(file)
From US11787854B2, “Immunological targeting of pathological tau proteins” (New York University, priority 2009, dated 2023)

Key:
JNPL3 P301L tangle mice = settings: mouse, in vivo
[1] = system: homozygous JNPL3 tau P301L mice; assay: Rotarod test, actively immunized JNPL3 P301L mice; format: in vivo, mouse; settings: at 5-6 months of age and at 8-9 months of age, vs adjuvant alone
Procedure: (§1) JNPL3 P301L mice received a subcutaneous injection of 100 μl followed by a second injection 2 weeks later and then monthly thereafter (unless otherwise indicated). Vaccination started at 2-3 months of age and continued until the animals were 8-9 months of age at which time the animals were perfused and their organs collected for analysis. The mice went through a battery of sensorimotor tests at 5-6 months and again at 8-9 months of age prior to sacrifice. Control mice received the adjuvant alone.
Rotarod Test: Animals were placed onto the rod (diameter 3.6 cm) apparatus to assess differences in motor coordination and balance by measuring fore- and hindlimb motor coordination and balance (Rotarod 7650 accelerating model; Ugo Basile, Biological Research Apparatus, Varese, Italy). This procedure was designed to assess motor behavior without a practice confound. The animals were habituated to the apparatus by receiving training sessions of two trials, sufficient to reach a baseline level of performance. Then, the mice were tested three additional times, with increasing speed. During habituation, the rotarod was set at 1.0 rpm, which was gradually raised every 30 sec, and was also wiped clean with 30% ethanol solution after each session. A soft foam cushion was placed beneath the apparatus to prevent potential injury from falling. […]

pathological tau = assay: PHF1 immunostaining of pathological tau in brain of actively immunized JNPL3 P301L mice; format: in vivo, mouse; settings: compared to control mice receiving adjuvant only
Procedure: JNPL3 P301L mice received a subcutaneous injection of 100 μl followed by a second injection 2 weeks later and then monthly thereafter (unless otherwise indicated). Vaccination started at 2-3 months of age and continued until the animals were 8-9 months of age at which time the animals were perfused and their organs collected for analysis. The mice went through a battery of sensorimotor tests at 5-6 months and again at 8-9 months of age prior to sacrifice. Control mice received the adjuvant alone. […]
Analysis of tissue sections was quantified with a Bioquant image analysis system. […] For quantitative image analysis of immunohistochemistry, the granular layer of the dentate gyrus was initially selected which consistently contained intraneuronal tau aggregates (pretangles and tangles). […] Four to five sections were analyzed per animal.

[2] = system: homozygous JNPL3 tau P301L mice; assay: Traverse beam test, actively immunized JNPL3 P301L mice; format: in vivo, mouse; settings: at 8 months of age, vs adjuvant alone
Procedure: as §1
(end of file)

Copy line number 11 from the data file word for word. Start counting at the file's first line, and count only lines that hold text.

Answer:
Procedure: as §1